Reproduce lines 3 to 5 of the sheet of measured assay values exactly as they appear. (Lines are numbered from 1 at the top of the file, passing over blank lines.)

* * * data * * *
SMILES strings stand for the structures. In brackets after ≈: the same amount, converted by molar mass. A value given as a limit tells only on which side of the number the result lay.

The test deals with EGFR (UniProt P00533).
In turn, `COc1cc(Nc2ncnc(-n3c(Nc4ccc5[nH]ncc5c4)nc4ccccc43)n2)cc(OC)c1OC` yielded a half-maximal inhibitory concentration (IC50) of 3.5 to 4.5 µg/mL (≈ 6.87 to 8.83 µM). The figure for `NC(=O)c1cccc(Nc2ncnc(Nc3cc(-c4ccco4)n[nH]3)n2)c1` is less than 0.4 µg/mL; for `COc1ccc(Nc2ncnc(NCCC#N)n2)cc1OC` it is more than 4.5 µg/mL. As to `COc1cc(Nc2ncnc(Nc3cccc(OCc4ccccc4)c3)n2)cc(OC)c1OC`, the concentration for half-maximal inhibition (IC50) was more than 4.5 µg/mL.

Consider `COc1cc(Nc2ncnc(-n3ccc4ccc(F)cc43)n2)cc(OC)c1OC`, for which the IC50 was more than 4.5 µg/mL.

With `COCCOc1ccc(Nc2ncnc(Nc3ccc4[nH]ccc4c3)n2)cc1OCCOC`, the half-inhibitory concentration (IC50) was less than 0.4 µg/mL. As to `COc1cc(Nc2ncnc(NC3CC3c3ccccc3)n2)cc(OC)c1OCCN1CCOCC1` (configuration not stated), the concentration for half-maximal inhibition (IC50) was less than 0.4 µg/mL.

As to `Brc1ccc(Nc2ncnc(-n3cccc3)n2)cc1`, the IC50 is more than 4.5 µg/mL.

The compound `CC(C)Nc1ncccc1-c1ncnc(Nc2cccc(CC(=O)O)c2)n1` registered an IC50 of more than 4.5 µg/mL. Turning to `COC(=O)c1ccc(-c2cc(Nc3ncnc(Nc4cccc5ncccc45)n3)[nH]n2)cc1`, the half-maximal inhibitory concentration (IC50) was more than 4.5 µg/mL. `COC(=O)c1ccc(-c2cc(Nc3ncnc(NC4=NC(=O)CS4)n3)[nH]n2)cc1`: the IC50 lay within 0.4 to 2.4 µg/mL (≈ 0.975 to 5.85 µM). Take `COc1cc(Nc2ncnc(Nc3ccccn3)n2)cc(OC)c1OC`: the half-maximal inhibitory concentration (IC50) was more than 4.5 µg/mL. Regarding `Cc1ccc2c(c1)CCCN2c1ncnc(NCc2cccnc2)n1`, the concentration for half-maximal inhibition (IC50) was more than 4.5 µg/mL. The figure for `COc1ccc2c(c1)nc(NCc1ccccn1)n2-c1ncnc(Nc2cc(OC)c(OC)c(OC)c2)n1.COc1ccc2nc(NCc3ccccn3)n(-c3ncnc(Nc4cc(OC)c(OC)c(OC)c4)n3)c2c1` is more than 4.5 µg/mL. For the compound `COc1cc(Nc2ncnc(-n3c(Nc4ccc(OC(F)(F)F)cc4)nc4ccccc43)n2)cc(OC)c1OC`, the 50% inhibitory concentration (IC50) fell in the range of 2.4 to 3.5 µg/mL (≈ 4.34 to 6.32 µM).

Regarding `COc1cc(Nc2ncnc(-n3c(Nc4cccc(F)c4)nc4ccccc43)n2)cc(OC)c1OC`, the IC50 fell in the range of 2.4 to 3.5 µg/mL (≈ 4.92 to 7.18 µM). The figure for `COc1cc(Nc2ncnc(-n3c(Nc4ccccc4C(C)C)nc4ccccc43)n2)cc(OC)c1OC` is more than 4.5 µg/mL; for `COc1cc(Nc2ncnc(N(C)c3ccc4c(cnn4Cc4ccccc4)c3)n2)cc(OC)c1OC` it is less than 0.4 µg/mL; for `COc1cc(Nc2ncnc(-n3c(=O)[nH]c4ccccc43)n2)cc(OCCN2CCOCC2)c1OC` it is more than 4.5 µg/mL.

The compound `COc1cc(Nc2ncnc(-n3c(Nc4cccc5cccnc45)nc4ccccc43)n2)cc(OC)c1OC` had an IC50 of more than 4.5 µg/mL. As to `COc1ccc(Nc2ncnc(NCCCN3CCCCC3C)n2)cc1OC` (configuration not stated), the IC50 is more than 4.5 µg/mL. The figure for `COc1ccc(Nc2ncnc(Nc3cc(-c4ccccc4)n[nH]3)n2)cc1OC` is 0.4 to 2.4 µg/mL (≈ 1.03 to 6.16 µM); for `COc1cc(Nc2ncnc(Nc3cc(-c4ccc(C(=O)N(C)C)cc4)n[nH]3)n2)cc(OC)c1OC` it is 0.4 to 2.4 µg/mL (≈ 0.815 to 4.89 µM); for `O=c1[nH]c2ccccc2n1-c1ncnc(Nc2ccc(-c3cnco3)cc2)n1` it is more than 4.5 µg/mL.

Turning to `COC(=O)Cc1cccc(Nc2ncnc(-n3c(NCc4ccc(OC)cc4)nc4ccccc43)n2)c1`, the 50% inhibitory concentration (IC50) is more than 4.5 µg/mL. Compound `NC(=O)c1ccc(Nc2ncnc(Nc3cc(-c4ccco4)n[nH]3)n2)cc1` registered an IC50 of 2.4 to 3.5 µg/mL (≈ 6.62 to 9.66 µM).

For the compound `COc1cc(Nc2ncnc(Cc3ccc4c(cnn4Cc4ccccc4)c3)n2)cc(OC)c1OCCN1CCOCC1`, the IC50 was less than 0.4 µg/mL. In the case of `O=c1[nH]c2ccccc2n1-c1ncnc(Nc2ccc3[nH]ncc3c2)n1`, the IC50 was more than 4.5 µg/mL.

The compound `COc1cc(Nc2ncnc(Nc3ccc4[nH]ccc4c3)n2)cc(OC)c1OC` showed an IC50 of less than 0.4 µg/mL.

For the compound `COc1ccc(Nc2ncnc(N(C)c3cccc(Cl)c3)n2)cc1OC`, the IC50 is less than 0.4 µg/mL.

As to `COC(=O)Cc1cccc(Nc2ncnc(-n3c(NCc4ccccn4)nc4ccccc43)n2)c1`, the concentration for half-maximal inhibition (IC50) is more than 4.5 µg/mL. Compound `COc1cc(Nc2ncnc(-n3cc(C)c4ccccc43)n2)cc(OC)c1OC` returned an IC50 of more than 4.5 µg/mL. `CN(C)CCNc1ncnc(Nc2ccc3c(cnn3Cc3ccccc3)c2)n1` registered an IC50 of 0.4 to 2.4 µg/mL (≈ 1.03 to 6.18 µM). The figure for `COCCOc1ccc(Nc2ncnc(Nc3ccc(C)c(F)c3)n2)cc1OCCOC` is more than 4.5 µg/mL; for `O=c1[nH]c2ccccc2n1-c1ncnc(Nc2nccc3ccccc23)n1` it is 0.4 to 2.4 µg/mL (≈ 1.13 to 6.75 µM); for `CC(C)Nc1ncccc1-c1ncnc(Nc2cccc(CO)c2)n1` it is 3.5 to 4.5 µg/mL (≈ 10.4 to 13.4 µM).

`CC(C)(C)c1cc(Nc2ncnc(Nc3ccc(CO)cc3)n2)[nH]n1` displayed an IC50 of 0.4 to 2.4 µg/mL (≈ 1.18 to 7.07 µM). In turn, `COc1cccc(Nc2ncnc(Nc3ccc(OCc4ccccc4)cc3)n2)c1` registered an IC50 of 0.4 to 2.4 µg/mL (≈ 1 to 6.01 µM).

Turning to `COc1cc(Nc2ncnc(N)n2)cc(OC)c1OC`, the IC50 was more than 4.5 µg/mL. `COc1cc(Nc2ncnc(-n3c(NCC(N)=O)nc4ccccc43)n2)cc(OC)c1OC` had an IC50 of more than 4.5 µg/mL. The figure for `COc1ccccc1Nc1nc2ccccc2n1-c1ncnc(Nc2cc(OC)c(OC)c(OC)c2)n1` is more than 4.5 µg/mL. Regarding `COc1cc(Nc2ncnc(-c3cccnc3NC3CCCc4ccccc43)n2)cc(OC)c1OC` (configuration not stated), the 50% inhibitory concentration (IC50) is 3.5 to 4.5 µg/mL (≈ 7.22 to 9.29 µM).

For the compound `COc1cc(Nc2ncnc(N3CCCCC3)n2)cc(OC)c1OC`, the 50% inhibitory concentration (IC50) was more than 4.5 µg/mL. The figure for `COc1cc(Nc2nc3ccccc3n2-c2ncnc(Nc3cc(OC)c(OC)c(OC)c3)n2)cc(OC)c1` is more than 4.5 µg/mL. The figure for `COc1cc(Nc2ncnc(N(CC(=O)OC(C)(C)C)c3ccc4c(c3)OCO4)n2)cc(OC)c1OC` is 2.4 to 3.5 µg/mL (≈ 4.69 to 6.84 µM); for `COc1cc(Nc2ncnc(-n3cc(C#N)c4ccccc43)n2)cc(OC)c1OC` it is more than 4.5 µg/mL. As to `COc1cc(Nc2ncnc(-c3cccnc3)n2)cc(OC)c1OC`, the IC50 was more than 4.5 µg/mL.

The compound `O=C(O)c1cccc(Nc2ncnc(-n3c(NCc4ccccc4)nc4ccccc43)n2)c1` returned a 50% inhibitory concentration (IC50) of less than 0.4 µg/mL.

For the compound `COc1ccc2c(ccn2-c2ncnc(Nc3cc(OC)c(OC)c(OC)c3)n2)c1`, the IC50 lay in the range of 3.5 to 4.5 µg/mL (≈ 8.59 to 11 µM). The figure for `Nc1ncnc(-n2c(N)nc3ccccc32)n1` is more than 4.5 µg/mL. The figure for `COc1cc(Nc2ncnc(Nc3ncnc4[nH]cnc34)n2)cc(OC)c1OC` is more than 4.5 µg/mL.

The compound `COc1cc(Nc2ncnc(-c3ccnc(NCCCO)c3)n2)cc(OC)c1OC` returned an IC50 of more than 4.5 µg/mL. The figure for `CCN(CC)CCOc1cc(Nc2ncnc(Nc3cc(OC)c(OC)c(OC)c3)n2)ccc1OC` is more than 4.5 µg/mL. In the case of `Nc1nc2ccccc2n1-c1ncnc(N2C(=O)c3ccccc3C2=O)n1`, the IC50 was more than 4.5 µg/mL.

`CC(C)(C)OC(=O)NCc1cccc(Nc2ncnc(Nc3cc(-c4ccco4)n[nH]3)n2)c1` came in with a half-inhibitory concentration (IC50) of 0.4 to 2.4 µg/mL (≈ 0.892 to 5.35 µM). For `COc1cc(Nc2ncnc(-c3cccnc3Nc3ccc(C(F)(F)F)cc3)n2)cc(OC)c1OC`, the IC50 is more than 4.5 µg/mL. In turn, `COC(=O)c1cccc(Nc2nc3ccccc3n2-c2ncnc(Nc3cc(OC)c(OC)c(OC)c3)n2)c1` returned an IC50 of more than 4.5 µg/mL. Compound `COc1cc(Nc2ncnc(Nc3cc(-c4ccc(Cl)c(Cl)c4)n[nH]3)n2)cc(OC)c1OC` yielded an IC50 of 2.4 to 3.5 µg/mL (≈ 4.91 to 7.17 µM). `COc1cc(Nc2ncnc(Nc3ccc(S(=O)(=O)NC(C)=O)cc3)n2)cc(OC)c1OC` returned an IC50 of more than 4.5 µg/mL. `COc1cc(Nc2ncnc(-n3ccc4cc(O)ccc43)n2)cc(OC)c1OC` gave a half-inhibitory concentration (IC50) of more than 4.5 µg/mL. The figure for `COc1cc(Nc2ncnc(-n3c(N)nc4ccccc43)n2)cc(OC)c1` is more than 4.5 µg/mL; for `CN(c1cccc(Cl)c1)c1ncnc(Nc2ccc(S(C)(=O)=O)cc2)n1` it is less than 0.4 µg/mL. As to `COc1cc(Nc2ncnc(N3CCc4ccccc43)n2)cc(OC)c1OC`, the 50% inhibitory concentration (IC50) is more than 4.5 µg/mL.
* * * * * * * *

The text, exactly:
In turn, `COc1cc(Nc2ncnc(-n3c(Nc4ccc5[nH]ncc5c4)nc4ccccc43)n2)cc(OC)c1OC` yielded a half-maximal inhibitory concentration (IC50) of 3.5 to 4.5 µg/mL (≈ 6.87 to 8.83 µM). The figure for `NC(=O)c1cccc(Nc2ncnc(Nc3cc(-c4ccco4)n[nH]3)n2)c1` is less than 0.4 µg/mL; for `COc1ccc(Nc2ncnc(NCCC#N)n2)cc1OC` it is more than 4.5 µg/mL. As to `COc1cc(Nc2ncnc(Nc3cccc(OCc4ccccc4)c3)n2)cc(OC)c1OC`, the concentration for half-maximal inhibition (IC50) was more than 4.5 µg/mL.

Consider `COc1cc(Nc2ncnc(-n3ccc4ccc(F)cc43)n2)cc(OC)c1OC`, for which the IC50 was more than 4.5 µg/mL.

With `COCCOc1ccc(Nc2ncnc(Nc3ccc4[nH]ccc4c3)n2)cc1OCCOC`, the half-inhibitory concentration (IC50) was less than 0.4 µg/mL. As to `COc1cc(Nc2ncnc(NC3CC3c3ccccc3)n2)cc(OC)c1OCCN1CCOCC1` (configuration not stated), the concentration for half-maximal inhibition (IC50) was less than 0.4 µg/mL.